Sunday, June 23, 2024

County to ink Project Grace agreement with developer next week

County commissioners will vote on a revived proposal for Project Grace at next week’s meeting, which includes entering into a formal agreement with Cape Fear Development Partners. (Courtesy photo)

NEW HANOVER COUNTY — County commissioners will vote on a revived proposal for Project Grace at next week’s meeting, which includes entering into a formal agreement with Cape Fear Development Partners.

New Hanover County has been working on the redevelopment of a downtown block bordered by Chestnut, Grace, Second and North Third streets for the last five years. Its original public partnership plans with Zimmer Development group fell through last fall when the North Carolina Local Government Commission did not approve of the county’s financing plan.

READ MORE: ‘We are all in’: Local developer commits to Project Grace, adaptive reuse still off the table

Cape Fear Development began exploring options to restore the plans, which includes building a new state-of-the-art museum and library downtown, improving the parking deck on Second Street, and making a $3.5 million private investment to become a mixed-use project.

CFD are arranging the deal at a lower cost. Instead of covering the costs of construction for the public facility and the county repaying it as an annual lease for 20 years — as Zimmer proposed — the county will take on the debt.

In an email obtained by Port City Daily, assistant county manager Jessica Loeper wrote to library and museum staff that this finance structure “is likely to be favorable to the Local Government Commission.”

The LGC did not approve the original public partnership method, which had NHC paying $80 million over two decades. State treasurer and LGC member Dale Folwell said the county would be better off to use its favorable credit rating to get a lower interest rate.

Cape Fear Development also identified cost-savings measures compared to the prior design plans. The new costs to the county is not to exceed $60.5 million.

The estimated budget includes $54 million for construction, which is $574 per gross square foot. It also includes a $2.1 million contingency, nearly $2 million in project management fees, and $2.1 million for design and engineering.

CFD reviewed the county’s design plans and offered value-engineering recommendations to cut back on expenses. Some of those areas to be removed include first- and second-floor reading terraces, a staff terrace, using less expensive building materials, reducing lighting, and decreasing the size of the proposed equipment screen, among other items.  

Cape Fear Development CEO Brian Eckel told commissioners in March there will be no changes to programming space or aesthetics that would be noticeable to the public.

Prior to construction, CFD will request bids and enter into a guaranteed maximum price agreement with a contractor; the budget will then be submitted to the county. If final costs at completion are less than the projected budget, the county is entitled to 80% of the cost savings and CFD will be given the other 20%.

The developer will charge a fee of 3.5% of the actual project costs, excluding the $2.5 million the county already paid for design plans it purchased from Zimmer after their partnership dissolved.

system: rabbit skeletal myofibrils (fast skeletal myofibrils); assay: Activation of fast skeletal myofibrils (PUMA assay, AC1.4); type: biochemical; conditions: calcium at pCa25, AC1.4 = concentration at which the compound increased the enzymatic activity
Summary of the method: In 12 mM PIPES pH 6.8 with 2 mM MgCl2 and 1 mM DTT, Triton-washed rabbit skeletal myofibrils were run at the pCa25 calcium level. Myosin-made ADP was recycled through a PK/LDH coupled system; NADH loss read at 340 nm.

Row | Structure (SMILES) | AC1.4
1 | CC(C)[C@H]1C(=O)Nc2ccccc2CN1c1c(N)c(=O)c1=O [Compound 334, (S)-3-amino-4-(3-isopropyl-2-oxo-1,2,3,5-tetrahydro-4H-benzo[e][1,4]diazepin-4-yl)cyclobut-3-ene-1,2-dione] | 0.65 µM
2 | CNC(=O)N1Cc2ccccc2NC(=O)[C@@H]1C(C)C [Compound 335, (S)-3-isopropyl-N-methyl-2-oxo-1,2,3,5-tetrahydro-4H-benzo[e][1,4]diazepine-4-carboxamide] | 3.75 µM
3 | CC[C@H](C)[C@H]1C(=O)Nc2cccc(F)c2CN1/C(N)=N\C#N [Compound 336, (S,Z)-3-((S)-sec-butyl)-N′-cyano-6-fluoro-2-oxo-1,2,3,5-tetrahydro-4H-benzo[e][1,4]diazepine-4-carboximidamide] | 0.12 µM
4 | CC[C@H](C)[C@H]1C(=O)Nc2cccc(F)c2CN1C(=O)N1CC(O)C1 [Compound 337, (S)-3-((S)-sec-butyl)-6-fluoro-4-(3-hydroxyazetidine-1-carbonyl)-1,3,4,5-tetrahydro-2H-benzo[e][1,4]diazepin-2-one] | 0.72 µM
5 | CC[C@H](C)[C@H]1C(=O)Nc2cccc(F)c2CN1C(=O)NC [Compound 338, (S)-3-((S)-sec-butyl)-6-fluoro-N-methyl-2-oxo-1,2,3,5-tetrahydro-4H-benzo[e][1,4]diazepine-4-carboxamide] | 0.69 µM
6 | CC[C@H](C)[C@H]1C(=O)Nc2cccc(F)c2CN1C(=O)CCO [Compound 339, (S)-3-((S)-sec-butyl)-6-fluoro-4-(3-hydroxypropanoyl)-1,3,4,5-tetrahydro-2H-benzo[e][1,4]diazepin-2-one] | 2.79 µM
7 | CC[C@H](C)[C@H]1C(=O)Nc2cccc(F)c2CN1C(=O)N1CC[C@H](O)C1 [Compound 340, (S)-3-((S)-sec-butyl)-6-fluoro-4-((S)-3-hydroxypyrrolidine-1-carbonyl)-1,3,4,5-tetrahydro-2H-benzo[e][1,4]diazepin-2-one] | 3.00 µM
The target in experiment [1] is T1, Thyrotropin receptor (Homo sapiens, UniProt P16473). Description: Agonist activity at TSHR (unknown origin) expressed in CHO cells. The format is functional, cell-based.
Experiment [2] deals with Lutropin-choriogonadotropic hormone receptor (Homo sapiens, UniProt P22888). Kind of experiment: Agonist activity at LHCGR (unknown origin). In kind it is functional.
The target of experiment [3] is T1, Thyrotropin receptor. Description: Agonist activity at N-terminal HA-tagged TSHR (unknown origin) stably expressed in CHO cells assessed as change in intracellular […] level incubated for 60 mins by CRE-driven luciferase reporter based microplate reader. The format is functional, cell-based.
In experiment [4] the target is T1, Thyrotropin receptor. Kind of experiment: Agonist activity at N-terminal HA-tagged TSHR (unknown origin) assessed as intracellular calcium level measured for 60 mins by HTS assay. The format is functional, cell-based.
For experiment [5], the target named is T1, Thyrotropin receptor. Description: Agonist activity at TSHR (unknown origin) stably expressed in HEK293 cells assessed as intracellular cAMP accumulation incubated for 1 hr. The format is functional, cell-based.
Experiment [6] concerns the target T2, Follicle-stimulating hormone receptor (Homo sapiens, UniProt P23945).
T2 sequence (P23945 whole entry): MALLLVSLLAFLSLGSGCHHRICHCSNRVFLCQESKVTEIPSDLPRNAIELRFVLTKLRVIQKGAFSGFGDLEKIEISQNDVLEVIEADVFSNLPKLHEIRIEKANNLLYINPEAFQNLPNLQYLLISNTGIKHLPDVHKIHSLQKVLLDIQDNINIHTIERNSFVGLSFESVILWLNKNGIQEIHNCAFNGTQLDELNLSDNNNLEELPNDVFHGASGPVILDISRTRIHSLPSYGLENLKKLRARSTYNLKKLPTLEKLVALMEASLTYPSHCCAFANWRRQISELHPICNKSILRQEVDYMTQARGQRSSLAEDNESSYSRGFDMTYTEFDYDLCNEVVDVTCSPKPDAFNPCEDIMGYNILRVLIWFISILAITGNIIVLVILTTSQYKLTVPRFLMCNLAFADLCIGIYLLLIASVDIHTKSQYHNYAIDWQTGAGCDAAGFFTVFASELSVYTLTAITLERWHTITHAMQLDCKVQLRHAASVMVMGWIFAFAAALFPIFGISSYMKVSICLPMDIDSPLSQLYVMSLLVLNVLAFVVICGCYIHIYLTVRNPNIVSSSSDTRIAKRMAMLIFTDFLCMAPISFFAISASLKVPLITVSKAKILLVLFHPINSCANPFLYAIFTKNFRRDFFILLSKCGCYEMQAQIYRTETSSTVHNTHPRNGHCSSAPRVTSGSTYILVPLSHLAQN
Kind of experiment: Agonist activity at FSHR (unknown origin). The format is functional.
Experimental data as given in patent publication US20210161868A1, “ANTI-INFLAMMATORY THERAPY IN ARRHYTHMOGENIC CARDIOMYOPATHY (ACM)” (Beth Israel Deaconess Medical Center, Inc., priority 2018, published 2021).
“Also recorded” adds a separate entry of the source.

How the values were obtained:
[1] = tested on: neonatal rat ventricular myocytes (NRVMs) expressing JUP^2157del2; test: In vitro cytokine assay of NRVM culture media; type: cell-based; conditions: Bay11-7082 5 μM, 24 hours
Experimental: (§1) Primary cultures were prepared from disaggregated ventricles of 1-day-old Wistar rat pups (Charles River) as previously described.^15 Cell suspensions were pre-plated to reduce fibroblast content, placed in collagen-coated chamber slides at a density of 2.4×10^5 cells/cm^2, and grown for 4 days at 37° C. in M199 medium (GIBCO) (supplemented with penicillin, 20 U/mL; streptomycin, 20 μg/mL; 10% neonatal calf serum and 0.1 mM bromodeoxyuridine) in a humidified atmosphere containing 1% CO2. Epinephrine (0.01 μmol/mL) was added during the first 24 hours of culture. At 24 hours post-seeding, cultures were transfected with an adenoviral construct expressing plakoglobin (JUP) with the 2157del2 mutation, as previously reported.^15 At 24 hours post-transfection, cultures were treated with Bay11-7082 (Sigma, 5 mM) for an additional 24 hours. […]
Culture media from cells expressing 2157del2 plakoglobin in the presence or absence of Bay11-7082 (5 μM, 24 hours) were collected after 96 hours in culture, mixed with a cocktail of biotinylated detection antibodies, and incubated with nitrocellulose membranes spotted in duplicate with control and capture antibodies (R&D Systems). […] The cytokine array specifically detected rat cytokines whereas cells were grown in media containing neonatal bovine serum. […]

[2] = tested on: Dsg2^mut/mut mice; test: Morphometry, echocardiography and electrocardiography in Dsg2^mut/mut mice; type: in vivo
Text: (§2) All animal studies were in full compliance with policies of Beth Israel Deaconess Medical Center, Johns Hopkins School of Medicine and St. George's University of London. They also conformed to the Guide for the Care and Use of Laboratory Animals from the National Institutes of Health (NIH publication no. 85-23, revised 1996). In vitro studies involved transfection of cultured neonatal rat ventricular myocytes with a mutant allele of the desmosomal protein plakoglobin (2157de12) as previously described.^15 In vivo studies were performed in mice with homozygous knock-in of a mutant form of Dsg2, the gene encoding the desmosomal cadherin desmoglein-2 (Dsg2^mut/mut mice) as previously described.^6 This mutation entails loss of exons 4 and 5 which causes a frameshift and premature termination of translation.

Throughout construction of the civic and arts facility and upgrades to the parking deck, the developer will serve as the representative of the county, according to the agreement. CFD will be responsible for completing design details and obtaining permits.

Once the public facility is complete, the county will sell the south parcel — where the current library sits — to CFD. Waiting until the new library is done ensures there is no lapse in the public’s access to library facilities. 

The property sale will equal the higher of two options: $3.5 million or the higher of two appraisals to be obtained 12 months before the library and museum is ready to be moved into.

The developer then agrees to begin construction of a mixed-use development, a combination of commercial and residential spaces, on the site within 24 months. The investment will be $30.1 million, or 25% of the cost of construction and renovation of the entire project.

If CFD does not begin construction within two years, the county has the option to repurchase the parcel for 90% of what it sold for. The agreement also encourages the private mixed-use plans to be presented to commissioners for their input.

The existing parking deck will be shared between the county and the developer’s future use.

New Hanover County Commissioners will review and vote on the new development agreement — outlining the deliverables, timeline, partnership, and financial framework — May 15 at its 9 a.m. meeting

If commissioners approve the contract, staff will finalize design plans and give the greenlight to CFD to put the project out to bid. A revised agreement with the results of the bid process will be submitted for board approval, which is expected to happen by July.

The county would then look to receive LGC approval in September, with construction to start in October or November. According to internal emails obtained by PCD, a tentative completion date for the museum and library is March 2025.

[Ed. note: The headline was updated after press to omit “saves $20 million.” The construction costs of the new deal are $60 million rather than the original $80 million; the latter included financing the county would pay to borrow from Zimmer. Commissioners will discuss its new financial structure Monday. PCD regrets the oversight.]

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